Food and Drinks in Iran

Whether you are a backpacker who is interested in local foods or simply a busy businessman, traveling can be challenging. With extended hours on a plane or hectic hours on the bus and long meetings with colleagues, you barely have time to sleep, let alone think about how you will find healthy foods to eat. Moreover, Names on the restaurant menu, different spices, smells and tastes might be quite frustrating. This article walks you through some steps you can take to eat right while you’re away and answers some questions about foods in Iran and what to eat and drink when you are traveling through the country.

History of food in Iran

Since the beginning of human civilization to present-day Iran, a series of people have invaded the region, exposing the area to new customs, beliefs, ideas, and foods, as well as bringing Iranian customs and foods back to their own home countries. The ancient Babylonians, Assyrians, Persians, Greeks, Romans, and Turks are just a few of the groups that have had an influence on Iranian culture and its cuisine.







Ancient Persians took their own wares to all the corners of the world, in particular pomegranate, saffron and spinach, however the country also played host to much of the bargaining between the East and West. The bargained goods, including rice, lemon and eggplant now feature prominently in the national Iranian dishes.

Iranian cooking has much in common with Middle Eastern cooking, where wheat is a staple, lamb and poultry are well-utilized and yoghurt is common. A distinctly sour flavor is evident in most Iranian dishes, and may be achieved through the addition of lemon, pomegranate or sour orange. The dishes of Iran are often time-consuming slow-cooked affairs.


What do Iranians eat? Due to the range of culinary traditions across the Iranian provinces, food in Iran is extremely diverse. Common to all the Iranian provinces however, is the fact that Iranian food tends to be both healthy and nutritious.

It includes a wide variety of foods ranging from Chelow Kebab (rice served with roasted meat), Khoresht (stew served Iranian rice: Fesenjān, Ghormeh Sabzi, Gheimeh, etc.), Āsh (a thick soup: for example Āsh-e anār), Kuku (vegetable soufflé), Polo (rice alone or with addition of meat and/or vegetables and herbs, including Loobia Polo, Albaloo Polo, Zereshk Polo, Sabzi Polo, Baghali Polo and others), and a diverse variety of salads, pastries, and drinks specific to different parts of Iran. The list of Persian recipes, appetizers and desserts is extensive.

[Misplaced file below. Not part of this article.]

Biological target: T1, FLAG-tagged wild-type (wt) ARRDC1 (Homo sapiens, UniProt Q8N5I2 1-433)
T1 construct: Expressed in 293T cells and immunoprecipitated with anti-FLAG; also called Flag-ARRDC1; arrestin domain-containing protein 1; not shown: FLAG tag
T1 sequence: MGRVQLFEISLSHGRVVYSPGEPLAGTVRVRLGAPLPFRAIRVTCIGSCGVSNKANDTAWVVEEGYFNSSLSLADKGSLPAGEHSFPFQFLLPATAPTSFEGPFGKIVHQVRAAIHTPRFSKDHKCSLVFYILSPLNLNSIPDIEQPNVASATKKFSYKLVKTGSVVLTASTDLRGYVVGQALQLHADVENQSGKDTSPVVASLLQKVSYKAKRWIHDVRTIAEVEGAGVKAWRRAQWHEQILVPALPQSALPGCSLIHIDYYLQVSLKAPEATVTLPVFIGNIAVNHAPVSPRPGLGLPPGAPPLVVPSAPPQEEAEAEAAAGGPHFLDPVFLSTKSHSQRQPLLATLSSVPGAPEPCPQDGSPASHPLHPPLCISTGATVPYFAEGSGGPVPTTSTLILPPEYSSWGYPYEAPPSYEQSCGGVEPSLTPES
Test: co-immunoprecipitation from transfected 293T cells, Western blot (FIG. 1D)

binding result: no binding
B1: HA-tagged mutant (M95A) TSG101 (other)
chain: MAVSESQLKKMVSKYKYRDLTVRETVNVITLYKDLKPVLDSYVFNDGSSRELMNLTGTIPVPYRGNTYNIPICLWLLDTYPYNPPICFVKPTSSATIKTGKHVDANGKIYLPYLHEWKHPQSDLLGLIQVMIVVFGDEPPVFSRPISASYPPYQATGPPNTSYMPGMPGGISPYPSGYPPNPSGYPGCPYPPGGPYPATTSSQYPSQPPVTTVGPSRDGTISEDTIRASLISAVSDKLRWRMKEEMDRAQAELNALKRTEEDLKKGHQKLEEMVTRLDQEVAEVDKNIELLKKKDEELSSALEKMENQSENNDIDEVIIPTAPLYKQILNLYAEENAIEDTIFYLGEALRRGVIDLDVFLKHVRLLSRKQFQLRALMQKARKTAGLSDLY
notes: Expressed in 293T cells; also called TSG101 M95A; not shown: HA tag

To taste true Iranian food, it is necessary to eat at an Iranian’s house. Since most restaurants in Iran limit the food they sell to different types of kebab and there is therefore, little variety.

Even if you are going to stay with an Iranian family, it is probable that at some point you will eat in a restaurant (eventually in a traditional one) and if this is the case, you are likely to be happy with the standards of cleanliness and hygiene. As with any country however, it is advisable to only eat hot food from street stalls and you should make efforts to observe how the food has been cooked e.g. ensuring sufficient standards of cleanliness).

Food in Iran is hygienically safe and clean, and almost everywhere plastic gloves are used to handle food. On very hot summer days avoid eating minced meat, grilled liver, or any other food that looks as if it may possibly have been sitting around. When choosing a place for eating, see that it looks clean and is reasonably crowded, and also that the vendor looks healthy and clean.

As a general description, food in Iran tends to be colorful, healthy and simple. Taste is added via herbs, light spices and fruit and the resulting dishes are mild as opposed to spicy.

Water and soft drinks

Iran has a wide pipeline system around the country, and the water is fresh, clean and cheap, however, due to the different water filtration system in Iran, it’s recommended that tourists use bottled water for drinking and tap water for washing.

No matter whether it’s a coke, Pepsi, dairies, fruit juice, or Islamic beer, soft drinks sold in Iran are typically served in bottles and rarely in cartons. ‘Doug’ is a very popular salty yoghurt drink which is similar to ‘Ayran’ (drunk in Turkey).